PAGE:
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Bible Commentaries

Commentary Critical and Explanatory on the Whole Bible
Jeremiah 27



Verse 1

Jeremiah 27:1-22. The futility of resisting Nebuchadnezzar illustrated to the ambassadors of the kings, desiring to have the king of Judah confederate with them, under the type of yokes. Jeremiah exhorts them and Zedekiah to yield.

Jehoiakim — The prophecy that follows was according to this reading given in the fourth year of Jehoiakim, fifteen years before it was published in the reign of Zedekiah to whom it refers; it was thus long deposited in the prophet‘s bosom, in order that by it he might be supported under trials in his prophetic career in the interim [Calvin]. But “Zedekiah” may be the true reading. So the Syriac and Arabic Versions. Jeremiah 27:3, Jeremiah 27:12; Jeremiah 28:1, confirm this; also, one of Kennicott‘s manuscripts. The English Version reading may have originated from Jeremiah 26:1. “Son of Josiah” applies to Zedekiah as truly as to “Jehoiakim” or “Eliakim.” The fourth year may, in a general sense here, as in Jeremiah 28:1, be called “the beginning of his reign,” as it lasted eleven years (2 Kings 24:18). It was not long after the fourth year of his reign that he rebelled against Nebuchadnezzar (Jeremiah 51:59; Jeremiah 52:3; 2 Kings 24:20), in violation of an oath before God (2 Chronicles 36:13).

Verse 2

bonds — by which the yoke is made fast to the neck (Jeremiah 5:5).

yokes — literally, the carved piece of wood attached at both ends to the two yokes on the necks of a pair of oxen, so as to connect them. Here the yoke itself. The plural is used, as he was to wear one himself, and give the others to the ambassadors; (Jeremiah 27:3; Jeremiah 28:10, Jeremiah 28:12) proves that the symbolical act was in this instance (though not in others, Jeremiah 25:15) actually done (compare Isaiah 20:2, etc.; Ezekiel 12:3, Ezekiel 12:11, Ezekiel 12:18).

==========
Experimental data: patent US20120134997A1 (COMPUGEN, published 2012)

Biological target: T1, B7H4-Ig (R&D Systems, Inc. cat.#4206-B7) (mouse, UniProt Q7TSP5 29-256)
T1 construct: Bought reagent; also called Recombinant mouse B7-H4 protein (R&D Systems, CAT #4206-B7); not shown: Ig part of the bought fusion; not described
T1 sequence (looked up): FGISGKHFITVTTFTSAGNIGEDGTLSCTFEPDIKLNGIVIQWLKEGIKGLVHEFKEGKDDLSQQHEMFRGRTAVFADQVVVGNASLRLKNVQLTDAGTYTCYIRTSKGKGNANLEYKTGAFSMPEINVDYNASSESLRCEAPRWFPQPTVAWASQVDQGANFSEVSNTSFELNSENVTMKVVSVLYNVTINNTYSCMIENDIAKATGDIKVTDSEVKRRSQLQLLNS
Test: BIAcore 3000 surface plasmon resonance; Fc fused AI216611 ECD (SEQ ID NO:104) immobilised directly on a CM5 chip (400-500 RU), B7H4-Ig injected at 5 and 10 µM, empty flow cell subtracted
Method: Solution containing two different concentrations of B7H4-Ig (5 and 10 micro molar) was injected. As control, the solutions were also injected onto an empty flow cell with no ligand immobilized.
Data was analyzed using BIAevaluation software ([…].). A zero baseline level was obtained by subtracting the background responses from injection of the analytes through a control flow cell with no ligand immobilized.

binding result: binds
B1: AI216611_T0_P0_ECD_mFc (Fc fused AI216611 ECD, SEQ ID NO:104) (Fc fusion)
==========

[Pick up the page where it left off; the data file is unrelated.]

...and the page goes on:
Verse 3

And send them to the king of Edom, etc. — Appropriate symbol, as these ambassadors had come to Jerusalem to consult as to shaking off the yoke of Nebuchadnezzar. According to Pherecydes in Clement of Alexandria [Miscellanies, 567], Idanthura, king of the Scythians, intimated to Darius, who had crossed the Danube, that he would lead an army against him, by sending him, instead of a letter, a mouse, a frog, a bird, an arrow, and a plough. The task assigned to Jeremiah required great faith, as it was sure to provoke alike his own countrymen and the foreign ambassadors and their kings, by a seeming insult, at the very time that all were full of confident hopes grounded on the confederacy.